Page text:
Stretch Pose. It took me 5 years to build up to 5 minutes. If you see me in the morning, I’ve done it – I haven’t missed a day in years. For me it’s the single most critical thing in KY to do. It’s the anchor that keeps you steady even in the most turbulent energies – whether they be from intense meditations or intense drama. That and Frogs – 108 a day was the first 40 day sadhana I ever did (thanks Sat Charan Kaur!) Still working towards Yogi Bhajan’s goal of “270 in 4 minutes”…
Pran Chakra is a gem amongst gems. 17 minutes to ecstasy…
Japji – Everything you ever wanted to know about spiritual reality in 39 verses or less.
Turban – Not saying what *you* should do but for me it was huge – the moment I finally defeated the inner desire to “fit in”. There’s only two ways you can go when you wear it publicly: uniquely inspiring or uniquely insecure – and you’ll be tested on which you are. I nearly got fired from my job when I first started wearing it. A few months later they were offering me a partnership. It also makes yoga and mediation *way* more effective.
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Is there a specific teaching from Yogi Bhajan that you take guidance from?
“Feel good, do good, be good. These are the only goods you can take with you. The rest belong to the Earth”
“The Teachings of Yogi Bhajan”, the book of quotes – man it is good. If you don’t have it, go get it now…
I also love these ones from his teacher: “Dull words never penetrate,” “The aged wolf loses it’s teeth and then decides it’s going to be vegetarian”
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What is the biggest challenge you have faced as a Kundalini yoga teacher? How did you keep up through it?
Authenticity and authority. I believe they both come from being experienced in something rather than just learning the lingo so for me expanding my knowledge and practice are the most important thing.
I also have a list I call my “Spiritual Bollocks” list which consists of words and phrases I try to avoid in class. They include things like “projection”, “chakra”, “infinite”, “at a cellular level”, excessive use of “really” and “energy”. It’s not that these words aren’t valid – sometimes they are the best word for the task – it’s just that it’s too easy to cover up one’s knowledge gap with lofty terminology. When I hear myself saying them too much I ask myself “what are you really trying to say?”. I like my friend’s version on an Einstein quote: “If you can’t explain something to your mother-in-law then you don’t understand it yourself” (Einstein: “a six-year-old”).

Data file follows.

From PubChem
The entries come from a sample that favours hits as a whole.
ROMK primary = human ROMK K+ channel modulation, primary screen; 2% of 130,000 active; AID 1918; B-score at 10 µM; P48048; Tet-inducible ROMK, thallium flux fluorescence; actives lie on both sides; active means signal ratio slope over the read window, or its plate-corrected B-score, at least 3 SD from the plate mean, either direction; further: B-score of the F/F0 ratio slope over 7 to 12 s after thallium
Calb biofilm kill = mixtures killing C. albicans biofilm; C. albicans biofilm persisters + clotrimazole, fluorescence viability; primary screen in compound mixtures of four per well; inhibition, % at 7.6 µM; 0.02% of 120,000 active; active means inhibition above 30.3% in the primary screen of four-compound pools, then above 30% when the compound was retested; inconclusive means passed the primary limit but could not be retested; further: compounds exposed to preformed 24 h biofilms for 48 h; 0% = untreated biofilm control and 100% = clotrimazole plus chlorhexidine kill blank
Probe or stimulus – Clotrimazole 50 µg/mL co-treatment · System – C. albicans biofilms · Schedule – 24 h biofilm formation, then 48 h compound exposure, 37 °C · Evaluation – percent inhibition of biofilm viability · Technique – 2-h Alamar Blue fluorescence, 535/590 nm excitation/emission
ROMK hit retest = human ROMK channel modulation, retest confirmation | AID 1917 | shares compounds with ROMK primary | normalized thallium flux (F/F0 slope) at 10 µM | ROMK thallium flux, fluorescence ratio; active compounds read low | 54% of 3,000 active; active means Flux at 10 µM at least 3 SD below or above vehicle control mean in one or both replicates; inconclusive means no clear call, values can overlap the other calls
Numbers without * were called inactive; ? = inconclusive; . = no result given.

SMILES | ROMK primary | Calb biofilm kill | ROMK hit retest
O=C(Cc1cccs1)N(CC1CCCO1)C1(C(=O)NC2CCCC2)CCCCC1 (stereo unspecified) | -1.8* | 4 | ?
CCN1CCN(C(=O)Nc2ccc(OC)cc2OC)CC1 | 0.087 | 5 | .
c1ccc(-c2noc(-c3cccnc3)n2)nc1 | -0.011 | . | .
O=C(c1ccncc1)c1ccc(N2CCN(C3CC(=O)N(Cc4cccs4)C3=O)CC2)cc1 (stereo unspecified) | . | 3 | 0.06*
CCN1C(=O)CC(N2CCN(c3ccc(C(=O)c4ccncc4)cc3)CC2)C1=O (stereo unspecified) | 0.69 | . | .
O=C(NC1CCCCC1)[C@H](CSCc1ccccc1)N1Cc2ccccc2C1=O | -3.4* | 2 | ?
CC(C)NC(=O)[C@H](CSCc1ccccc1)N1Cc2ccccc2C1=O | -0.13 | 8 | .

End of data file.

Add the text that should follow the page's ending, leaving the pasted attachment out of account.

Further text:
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What helps you to keep up on an everyday basis?
Homemade Yogi Tea. A cup in the morning is officially part of my sadhana 😉
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What practical advice would you offer to a teacher starting out on this path?
A couple pieces of solid advice that were given to me early on:
“The people who come out the best from this experience are those who keep going to a regular class during and after Teacher Training”.
“Don’t go quit your day job. Your inner life is about to become very unstable. You’ll appreciate having some certainty in the outer portion.”
“If you want to know how you are progressing, don’t pay attention to how you look, how you feel or even what thoughts you have. Look at the details in your external world”.
Sat Nam! Godspeed!
Hari Karam Singh